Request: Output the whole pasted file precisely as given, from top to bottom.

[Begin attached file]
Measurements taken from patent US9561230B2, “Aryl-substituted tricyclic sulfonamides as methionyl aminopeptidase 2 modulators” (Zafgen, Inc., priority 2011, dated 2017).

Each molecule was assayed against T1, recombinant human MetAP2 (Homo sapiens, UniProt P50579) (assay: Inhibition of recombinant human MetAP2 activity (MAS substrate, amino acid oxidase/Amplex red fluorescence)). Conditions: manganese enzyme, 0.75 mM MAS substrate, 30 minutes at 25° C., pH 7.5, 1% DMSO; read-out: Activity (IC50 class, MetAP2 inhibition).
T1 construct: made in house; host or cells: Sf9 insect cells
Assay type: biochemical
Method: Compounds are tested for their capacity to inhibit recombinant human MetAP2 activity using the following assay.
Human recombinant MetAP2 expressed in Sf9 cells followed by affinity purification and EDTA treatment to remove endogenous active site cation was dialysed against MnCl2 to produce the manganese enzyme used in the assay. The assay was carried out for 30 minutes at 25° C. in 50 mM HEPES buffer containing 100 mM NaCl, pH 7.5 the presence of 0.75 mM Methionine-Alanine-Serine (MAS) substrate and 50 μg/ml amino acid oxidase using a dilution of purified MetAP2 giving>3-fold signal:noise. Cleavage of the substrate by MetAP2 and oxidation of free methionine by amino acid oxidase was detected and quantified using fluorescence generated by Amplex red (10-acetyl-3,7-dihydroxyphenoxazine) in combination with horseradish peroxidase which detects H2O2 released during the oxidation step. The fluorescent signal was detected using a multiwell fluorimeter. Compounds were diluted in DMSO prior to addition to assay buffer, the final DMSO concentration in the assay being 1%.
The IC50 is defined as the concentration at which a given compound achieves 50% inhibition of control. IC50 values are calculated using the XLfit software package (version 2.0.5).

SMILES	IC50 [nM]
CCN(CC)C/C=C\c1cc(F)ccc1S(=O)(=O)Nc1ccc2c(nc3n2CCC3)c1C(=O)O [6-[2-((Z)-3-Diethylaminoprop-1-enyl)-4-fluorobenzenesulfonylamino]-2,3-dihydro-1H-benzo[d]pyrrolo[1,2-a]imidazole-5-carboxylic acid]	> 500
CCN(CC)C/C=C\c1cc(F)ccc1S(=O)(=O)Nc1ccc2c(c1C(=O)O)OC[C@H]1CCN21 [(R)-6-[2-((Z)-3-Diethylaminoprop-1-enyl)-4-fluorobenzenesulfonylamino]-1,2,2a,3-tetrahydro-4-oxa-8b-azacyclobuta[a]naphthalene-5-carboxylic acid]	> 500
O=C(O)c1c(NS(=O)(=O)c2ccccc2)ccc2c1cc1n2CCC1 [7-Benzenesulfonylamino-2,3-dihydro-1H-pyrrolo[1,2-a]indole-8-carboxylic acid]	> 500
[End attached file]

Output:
Measurements taken from patent US9561230B2, “Aryl-substituted tricyclic sulfonamides as methionyl aminopeptidase 2 modulators” (Zafgen, Inc., priority 2011, dated 2017).

Each molecule was assayed against T1, recombinant human MetAP2 (Homo sapiens, UniProt P50579) (assay: Inhibition of recombinant human MetAP2 activity (MAS substrate, amino acid oxidase/Amplex red fluorescence)). Conditions: manganese enzyme, 0.75 mM MAS substrate, 30 minutes at 25° C., pH 7.5, 1% DMSO; read-out: Activity (IC50 class, MetAP2 inhibition).
T1 construct: made in house; host or cells: Sf9 insect cells
Assay type: biochemical
Method: Compounds are tested for their capacity to inhibit recombinant human MetAP2 activity using the following assay.
Human recombinant MetAP2 expressed in Sf9 cells followed by affinity purification and EDTA treatment to remove endogenous active site cation was dialysed against MnCl2 to produce the manganese enzyme used in the assay. The assay was carried out for 30 minutes at 25° C. in 50 mM HEPES buffer containing 100 mM NaCl, pH 7.5 the presence of 0.75 mM Methionine-Alanine-Serine (MAS) substrate and 50 μg/ml amino acid oxidase using a dilution of purified MetAP2 giving>3-fold signal:noise. Cleavage of the substrate by MetAP2 and oxidation of free methionine by amino acid oxidase was detected and quantified using fluorescence generated by Amplex red (10-acetyl-3,7-dihydroxyphenoxazine) in combination with horseradish peroxidase which detects H2O2 released during the oxidation step. The fluorescent signal was detected using a multiwell fluorimeter. Compounds were diluted in DMSO prior to addition to assay buffer, the final DMSO concentration in the assay being 1%.
The IC50 is defined as the concentration at which a given compound achieves 50% inhibition of control. IC50 values are calculated using the XLfit software package (version 2.0.5).

SMILES	IC50 [nM]
CCN(CC)C/C=C\c1cc(F)ccc1S(=O)(=O)Nc1ccc2c(nc3n2CCC3)c1C(=O)O [6-[2-((Z)-3-Diethylaminoprop-1-enyl)-4-fluorobenzenesulfonylamino]-2,3-dihydro-1H-benzo[d]pyrrolo[1,2-a]imidazole-5-carboxylic acid]	> 500
CCN(CC)C/C=C\c1cc(F)ccc1S(=O)(=O)Nc1ccc2c(c1C(=O)O)OC[C@H]1CCN21 [(R)-6-[2-((Z)-3-Diethylaminoprop-1-enyl)-4-fluorobenzenesulfonylamino]-1,2,2a,3-tetrahydro-4-oxa-8b-azacyclobuta[a]naphthalene-5-carboxylic acid]	> 500
O=C(O)c1c(NS(=O)(=O)c2ccccc2)ccc2c1cc1n2CCC1 [7-Benzenesulfonylamino-2,3-dihydro-1H-pyrrolo[1,2-a]indole-8-carboxylic acid]	> 500